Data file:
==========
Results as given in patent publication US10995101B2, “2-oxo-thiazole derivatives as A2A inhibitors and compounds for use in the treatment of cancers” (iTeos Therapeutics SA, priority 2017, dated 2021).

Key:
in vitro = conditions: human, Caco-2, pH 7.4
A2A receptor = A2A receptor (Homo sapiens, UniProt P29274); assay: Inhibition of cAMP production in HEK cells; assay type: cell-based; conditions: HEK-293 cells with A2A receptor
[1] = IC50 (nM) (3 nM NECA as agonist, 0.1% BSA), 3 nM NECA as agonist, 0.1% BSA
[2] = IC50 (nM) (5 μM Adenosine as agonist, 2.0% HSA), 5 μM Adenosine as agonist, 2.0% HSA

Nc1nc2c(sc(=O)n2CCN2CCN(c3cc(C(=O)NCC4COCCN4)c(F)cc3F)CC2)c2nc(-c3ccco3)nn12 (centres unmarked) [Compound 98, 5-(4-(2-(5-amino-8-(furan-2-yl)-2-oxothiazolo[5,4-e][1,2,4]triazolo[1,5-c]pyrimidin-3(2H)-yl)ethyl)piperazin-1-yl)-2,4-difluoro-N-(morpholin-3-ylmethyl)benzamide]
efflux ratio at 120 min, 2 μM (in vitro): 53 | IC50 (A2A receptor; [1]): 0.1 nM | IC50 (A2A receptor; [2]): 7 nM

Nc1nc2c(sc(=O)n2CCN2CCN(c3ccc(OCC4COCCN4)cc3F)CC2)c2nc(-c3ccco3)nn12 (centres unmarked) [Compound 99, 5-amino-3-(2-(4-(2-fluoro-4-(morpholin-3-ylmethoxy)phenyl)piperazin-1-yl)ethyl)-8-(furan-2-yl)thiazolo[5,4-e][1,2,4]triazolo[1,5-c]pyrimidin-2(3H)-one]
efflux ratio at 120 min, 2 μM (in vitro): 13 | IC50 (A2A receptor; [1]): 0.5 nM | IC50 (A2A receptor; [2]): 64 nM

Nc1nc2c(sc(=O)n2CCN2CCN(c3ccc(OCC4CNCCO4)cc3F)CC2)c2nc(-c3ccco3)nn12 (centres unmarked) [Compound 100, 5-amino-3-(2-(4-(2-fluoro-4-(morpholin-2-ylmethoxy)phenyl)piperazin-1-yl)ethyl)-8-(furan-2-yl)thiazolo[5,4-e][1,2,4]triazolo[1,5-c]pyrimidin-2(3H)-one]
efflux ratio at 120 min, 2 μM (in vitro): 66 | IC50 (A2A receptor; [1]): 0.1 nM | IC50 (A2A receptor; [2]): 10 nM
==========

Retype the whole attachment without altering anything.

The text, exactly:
Results as given in patent publication US10995101B2, “2-oxo-thiazole derivatives as A2A inhibitors and compounds for use in the treatment of cancers” (iTeos Therapeutics SA, priority 2017, dated 2021).

Key:
in vitro = conditions: human, Caco-2, pH 7.4
A2A receptor = A2A receptor (Homo sapiens, UniProt P29274); assay: Inhibition of cAMP production in HEK cells; assay type: cell-based; conditions: HEK-293 cells with A2A receptor
[1] = IC50 (nM) (3 nM NECA as agonist, 0.1% BSA), 3 nM NECA as agonist, 0.1% BSA
[2] = IC50 (nM) (5 μM Adenosine as agonist, 2.0% HSA), 5 μM Adenosine as agonist, 2.0% HSA

Nc1nc2c(sc(=O)n2CCN2CCN(c3cc(C(=O)NCC4COCCN4)c(F)cc3F)CC2)c2nc(-c3ccco3)nn12 (centres unmarked) [Compound 98, 5-(4-(2-(5-amino-8-(furan-2-yl)-2-oxothiazolo[5,4-e][1,2,4]triazolo[1,5-c]pyrimidin-3(2H)-yl)ethyl)piperazin-1-yl)-2,4-difluoro-N-(morpholin-3-ylmethyl)benzamide]
efflux ratio at 120 min, 2 μM (in vitro): 53 | IC50 (A2A receptor; [1]): 0.1 nM | IC50 (A2A receptor; [2]): 7 nM

Nc1nc2c(sc(=O)n2CCN2CCN(c3ccc(OCC4COCCN4)cc3F)CC2)c2nc(-c3ccco3)nn12 (centres unmarked) [Compound 99, 5-amino-3-(2-(4-(2-fluoro-4-(morpholin-3-ylmethoxy)phenyl)piperazin-1-yl)ethyl)-8-(furan-2-yl)thiazolo[5,4-e][1,2,4]triazolo[1,5-c]pyrimidin-2(3H)-one]
efflux ratio at 120 min, 2 μM (in vitro): 13 | IC50 (A2A receptor; [1]): 0.5 nM | IC50 (A2A receptor; [2]): 64 nM

Nc1nc2c(sc(=O)n2CCN2CCN(c3ccc(OCC4CNCCO4)cc3F)CC2)c2nc(-c3ccco3)nn12 (centres unmarked) [Compound 100, 5-amino-3-(2-(4-(2-fluoro-4-(morpholin-2-ylmethoxy)phenyl)piperazin-1-yl)ethyl)-8-(furan-2-yl)thiazolo[5,4-e][1,2,4]triazolo[1,5-c]pyrimidin-2(3H)-one]
efflux ratio at 120 min, 2 μM (in vitro): 66 | IC50 (A2A receptor; [1]): 0.1 nM | IC50 (A2A receptor; [2]): 10 nM